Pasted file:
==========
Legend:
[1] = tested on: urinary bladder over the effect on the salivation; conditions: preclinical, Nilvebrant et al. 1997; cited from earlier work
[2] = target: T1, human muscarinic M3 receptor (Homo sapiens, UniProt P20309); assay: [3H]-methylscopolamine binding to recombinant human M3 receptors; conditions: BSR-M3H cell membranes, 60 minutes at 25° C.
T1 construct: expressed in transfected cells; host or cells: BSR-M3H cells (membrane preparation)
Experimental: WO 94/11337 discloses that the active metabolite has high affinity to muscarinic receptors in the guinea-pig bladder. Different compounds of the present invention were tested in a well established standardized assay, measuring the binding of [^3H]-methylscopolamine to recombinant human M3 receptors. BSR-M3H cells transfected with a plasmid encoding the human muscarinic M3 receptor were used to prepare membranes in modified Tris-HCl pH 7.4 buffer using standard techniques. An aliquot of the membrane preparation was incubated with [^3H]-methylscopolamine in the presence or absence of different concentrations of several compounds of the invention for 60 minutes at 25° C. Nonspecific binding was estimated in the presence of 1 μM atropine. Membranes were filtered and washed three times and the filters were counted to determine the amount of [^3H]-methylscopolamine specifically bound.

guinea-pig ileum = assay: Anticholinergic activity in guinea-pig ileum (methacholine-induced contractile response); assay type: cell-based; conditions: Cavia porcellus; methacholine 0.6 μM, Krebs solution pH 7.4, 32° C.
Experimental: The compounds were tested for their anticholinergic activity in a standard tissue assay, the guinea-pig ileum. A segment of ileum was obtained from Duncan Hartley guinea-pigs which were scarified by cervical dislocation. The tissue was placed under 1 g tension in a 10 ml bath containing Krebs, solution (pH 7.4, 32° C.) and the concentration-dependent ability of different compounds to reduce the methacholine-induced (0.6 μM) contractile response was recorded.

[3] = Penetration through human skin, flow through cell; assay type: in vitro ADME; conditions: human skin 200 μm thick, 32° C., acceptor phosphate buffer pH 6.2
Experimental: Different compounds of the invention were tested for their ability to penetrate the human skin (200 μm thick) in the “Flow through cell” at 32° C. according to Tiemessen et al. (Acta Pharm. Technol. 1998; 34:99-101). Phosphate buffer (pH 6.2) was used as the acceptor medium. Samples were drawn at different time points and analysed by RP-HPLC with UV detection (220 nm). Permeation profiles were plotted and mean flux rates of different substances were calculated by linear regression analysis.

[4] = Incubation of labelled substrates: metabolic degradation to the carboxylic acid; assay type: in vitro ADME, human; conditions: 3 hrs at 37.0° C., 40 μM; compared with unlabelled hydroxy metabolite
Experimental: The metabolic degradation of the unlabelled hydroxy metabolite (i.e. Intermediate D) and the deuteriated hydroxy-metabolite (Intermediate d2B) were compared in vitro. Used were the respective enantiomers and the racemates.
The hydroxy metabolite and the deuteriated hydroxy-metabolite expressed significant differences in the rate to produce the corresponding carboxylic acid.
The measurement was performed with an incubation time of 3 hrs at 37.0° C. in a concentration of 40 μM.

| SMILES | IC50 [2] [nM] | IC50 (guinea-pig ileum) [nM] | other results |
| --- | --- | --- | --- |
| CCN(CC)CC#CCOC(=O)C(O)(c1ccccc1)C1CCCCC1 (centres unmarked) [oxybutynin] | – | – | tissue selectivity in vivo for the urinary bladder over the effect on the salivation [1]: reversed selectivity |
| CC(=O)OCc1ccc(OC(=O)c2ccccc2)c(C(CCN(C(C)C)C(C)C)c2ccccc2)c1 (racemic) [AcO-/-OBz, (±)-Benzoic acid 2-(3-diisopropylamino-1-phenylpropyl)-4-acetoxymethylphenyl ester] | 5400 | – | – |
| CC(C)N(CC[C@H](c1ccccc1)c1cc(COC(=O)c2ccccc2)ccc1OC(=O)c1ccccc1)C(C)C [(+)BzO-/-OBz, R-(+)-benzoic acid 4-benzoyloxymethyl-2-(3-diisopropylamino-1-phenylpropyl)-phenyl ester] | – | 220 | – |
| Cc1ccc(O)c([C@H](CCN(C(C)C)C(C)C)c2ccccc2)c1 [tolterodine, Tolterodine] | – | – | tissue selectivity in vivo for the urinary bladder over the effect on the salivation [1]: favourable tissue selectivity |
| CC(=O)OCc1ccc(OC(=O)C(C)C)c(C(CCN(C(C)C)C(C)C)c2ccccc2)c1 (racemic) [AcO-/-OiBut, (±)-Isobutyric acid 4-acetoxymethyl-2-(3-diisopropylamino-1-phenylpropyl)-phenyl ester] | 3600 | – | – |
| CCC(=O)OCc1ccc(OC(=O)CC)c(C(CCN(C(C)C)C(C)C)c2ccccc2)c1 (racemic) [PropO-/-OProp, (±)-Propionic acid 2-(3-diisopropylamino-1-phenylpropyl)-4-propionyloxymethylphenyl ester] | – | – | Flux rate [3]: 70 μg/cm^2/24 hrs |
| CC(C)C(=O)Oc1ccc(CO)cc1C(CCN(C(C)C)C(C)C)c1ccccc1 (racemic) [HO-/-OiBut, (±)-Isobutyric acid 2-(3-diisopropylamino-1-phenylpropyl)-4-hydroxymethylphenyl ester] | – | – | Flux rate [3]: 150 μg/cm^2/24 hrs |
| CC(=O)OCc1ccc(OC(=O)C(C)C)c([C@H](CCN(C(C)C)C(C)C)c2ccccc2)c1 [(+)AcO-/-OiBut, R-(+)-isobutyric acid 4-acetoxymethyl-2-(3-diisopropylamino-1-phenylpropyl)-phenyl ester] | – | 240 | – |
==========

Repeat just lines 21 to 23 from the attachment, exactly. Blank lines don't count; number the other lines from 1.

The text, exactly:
| CCC(=O)OCc1ccc(OC(=O)CC)c(C(CCN(C(C)C)C(C)C)c2ccccc2)c1 (racemic) [PropO-/-OProp, (±)-Propionic acid 2-(3-diisopropylamino-1-phenylpropyl)-4-propionyloxymethylphenyl ester] | – | – | Flux rate [3]: 70 μg/cm^2/24 hrs |
| CC(C)C(=O)Oc1ccc(CO)cc1C(CCN(C(C)C)C(C)C)c1ccccc1 (racemic) [HO-/-OiBut, (±)-Isobutyric acid 2-(3-diisopropylamino-1-phenylpropyl)-4-hydroxymethylphenyl ester] | – | – | Flux rate [3]: 150 μg/cm^2/24 hrs |
| CC(=O)OCc1ccc(OC(=O)C(C)C)c([C@H](CCN(C(C)C)C(C)C)c2ccccc2)c1 [(+)AcO-/-OiBut, R-(+)-isobutyric acid 4-acetoxymethyl-2-(3-diisopropylamino-1-phenylpropyl)-phenyl ester] | – | 240 | – |